The 7 Coolest Items in Superman's Fortress of Solitude

Joshua Lapin-Bertone

Joshua Lapin-Bertone

Aug. 29, 2020


We recently took a trip to Gotham City, where we toured the Batcave and saw some of its coolest items. That was fun, but why go to a dark cavern filled with bats when you could explore a fortress in an Arctic winter wonderland? Let’s take a look at the coolest items you’ll find inside Superman’s Fortress of Solitude! 






This item technically isn’t in the Fortress of Solitude, but it’s one of its most interesting accessories. The Fortress of Solitude has a lock on its door, but the key is right outside in plain sight. Don’t worry about burglars using it to unlock the Fortress though, because it’s huge! In fact, it’s bigger than a convoy of buses, and so heavy that Superman is one of the only people alive who can carry it. The key was introduced in Action Comics #241, and though it isn't present in every iteration of Superman since, it remains an iconic part of Superman lore. It’s also a daring way to keep out intruders. Keeping it so visible is Superman’s passive-aggressive way of saying, “I’m so confident you can’t break in, that I’m going to leave the key out here in plain sight.” 






Some people have ant farms in their bedrooms, but Superman’s Fortress has an entire society in a bottle. Before the destruction of Krypton, an extraterrestrial collector named Brainiac shrunk the city of Kandor and placed it in a bottle. Superman rescued the Kandorians in Action Comics #242 and placed their bottled city in the Fortress until he could figure out how to restore it to its normal size. For years Superman took care of the tiny citizens, and there were times when he would shrink down to visit their city. The Man of Steel was able to restore the city in Superman #338, but by Superman #371 an entire new group of humanoid aliens had moved into Superman’s replica of the bottled Kandor. Maybe people just really like living in the Fortress?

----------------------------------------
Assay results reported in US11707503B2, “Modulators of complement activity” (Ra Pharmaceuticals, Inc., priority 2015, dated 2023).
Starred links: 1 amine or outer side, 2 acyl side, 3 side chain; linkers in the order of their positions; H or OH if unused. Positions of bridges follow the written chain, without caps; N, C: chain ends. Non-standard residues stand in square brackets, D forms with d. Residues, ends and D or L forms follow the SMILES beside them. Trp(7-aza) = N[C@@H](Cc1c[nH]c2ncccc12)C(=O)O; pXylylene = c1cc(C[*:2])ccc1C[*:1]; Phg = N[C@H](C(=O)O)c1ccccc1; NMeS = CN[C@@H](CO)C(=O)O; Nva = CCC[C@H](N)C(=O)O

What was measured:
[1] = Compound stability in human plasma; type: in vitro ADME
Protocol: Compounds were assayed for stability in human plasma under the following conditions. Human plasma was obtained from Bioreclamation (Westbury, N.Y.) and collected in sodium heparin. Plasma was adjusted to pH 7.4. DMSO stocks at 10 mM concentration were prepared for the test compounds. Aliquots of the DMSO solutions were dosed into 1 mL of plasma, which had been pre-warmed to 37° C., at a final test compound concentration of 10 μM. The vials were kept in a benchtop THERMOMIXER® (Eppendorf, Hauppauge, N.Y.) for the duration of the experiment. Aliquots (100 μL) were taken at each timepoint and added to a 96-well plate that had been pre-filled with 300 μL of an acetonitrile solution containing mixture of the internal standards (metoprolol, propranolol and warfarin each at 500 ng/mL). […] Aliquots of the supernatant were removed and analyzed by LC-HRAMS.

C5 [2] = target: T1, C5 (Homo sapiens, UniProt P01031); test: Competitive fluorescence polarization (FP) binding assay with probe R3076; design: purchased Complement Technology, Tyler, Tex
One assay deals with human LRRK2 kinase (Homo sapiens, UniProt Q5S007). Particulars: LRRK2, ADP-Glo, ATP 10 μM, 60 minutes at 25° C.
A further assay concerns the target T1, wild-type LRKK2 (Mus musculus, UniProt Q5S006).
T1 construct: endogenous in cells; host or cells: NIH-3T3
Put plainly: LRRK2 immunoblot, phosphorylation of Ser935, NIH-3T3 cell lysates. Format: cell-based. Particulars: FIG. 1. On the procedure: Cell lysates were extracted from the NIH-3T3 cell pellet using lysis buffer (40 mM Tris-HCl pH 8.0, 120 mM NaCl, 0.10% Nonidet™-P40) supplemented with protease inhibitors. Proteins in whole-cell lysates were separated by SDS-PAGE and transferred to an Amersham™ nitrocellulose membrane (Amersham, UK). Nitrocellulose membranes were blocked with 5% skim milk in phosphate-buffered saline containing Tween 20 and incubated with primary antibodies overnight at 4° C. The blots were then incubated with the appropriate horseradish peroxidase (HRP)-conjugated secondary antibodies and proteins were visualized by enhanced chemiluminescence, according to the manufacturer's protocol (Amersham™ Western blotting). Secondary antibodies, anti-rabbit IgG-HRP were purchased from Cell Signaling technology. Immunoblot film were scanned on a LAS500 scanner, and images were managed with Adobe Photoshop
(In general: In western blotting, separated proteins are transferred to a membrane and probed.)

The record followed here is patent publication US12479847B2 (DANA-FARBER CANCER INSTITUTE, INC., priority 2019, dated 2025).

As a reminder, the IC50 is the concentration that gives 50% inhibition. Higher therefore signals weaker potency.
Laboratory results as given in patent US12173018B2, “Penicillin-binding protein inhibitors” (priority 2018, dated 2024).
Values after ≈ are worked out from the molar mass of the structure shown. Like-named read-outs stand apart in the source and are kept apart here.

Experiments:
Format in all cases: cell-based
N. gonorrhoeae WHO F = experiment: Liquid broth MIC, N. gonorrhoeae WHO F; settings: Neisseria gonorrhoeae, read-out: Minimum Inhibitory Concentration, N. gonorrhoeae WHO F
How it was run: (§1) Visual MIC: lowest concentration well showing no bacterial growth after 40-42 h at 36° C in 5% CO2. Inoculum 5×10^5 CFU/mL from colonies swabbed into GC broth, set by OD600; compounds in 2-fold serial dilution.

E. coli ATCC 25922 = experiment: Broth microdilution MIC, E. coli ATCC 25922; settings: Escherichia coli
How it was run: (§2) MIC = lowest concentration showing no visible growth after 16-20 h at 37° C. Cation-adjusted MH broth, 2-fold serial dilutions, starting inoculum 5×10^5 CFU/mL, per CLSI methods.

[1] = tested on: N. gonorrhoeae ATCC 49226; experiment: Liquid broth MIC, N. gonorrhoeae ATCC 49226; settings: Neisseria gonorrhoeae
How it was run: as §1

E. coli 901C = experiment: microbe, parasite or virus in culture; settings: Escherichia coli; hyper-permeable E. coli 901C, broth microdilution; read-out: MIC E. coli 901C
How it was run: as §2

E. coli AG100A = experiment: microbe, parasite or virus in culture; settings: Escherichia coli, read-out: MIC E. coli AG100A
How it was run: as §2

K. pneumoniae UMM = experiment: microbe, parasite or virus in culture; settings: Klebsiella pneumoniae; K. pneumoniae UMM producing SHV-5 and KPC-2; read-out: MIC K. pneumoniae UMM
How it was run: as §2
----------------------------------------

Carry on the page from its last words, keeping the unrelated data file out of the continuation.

If a fully functional city of microscopic people isn’t your bag, then check out Superman’s intergalactic zoo. It’s filled with species from all over the cosmos, some of whom are the very last of their kind. There have been a few versions of this animal sanctuary, but we’re partial to the one in the Superman: The Animated Series episode “The Main Man Part II.” After working with Lobo to defeat an alien collector, Superman kept the villain's animals so he could give them a proper home. This decision would come back to haunt Superman in the Batman Beyond episode “The Call.”






One of the most iconic items in the Fortress is the giant statue of Jor-El and Lara holding up the planet Krypton. The statue has appeared in many forms in various continuities across all media, and serves as a tribute to the lost world of Krypton. Although Superman is a Kansas boy raised with the values of Jonathan and Martha Kent, the statue of his parents is a reminder of where he came from, and the parents who sacrificed everything to ensure his survival. 






By now you might be thinking, “Sure the Fortress is cool, but the Batcave has Alfred.” While it’s true Superman lacks a dryly witty English butler, he does have an army of Superman robots who act as his servants, protectors, and more. The robots of the Fortress make sure that the animals in the zoo are fed, the people in the bottled cities are doing well, and that all the equipment is cleaned. They even help protect Superman’s secret identity during precarious situations. They may not be as quippy as Alfred Pennyworth, but they get the job done without giving Superman any unwanted sass.






While exploring the Fortress in Superman’s Girlfriend Lois Lane #14, Lois was surprised when the bed she was resting on began to levitate. It turns out the bed was a “floating anti-gravity bed of Krypton.” Maybe she should have read the label on the front. The bed flew around the Fortress at high speeds until it crashed into one of Superman’s robots. This is even better than those beds that look like race cars! Sure, Batman is a millionaire but does his bed float? 






The Batcave has a touching memorial to Thomas Wayne, but the Fortress has a complete AI system programmed with the consciousness of Superman’s father. The idea was introduced in 1978’s Superman: The Movie, where Marlon Brando’s Jor-El uploaded his consciousness onto a crystal that Clark later used to build the Fortress of Solitude. Subsequent adaptations expanded on the idea, and it was eventually included in the comics (Action Comics #844). Thanks to this handy feature, Superman can ask his father for advice on everything from stopping General Zod to how to tie on a necktie. 


So what do you think -- does the Fortress of Solitude have cooler items than the Batcave? If you’re a fan of Superman’s lair, you can download an exclusive desktop wallpaper to use as a cool background for your next Zoom meeting. Head on over to DC Rewards to learn more!


Where would you rather spend the night, the Fortress of Solitude or the Batcave? Let us know in our Community!